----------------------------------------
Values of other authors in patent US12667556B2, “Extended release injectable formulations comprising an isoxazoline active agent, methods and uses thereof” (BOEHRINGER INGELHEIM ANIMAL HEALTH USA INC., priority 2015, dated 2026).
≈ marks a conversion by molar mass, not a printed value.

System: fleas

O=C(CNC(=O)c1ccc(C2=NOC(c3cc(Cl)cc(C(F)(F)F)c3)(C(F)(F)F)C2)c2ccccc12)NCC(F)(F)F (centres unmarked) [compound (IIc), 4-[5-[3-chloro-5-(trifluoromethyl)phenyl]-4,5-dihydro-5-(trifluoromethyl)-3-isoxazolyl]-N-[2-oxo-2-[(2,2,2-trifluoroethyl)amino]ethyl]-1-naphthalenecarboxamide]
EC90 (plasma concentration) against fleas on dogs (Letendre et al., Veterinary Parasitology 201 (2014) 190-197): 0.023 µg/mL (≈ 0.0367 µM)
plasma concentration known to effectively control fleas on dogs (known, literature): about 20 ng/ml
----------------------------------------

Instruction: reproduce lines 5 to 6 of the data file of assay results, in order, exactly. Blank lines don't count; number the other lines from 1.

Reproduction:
EC90 (plasma concentration) against fleas on dogs (Letendre et al., Veterinary Parasitology 201 (2014) 190-197): 0.023 µg/mL (≈ 0.0367 µM)
plasma concentration known to effectively control fleas on dogs (known, literature): about 20 ng/ml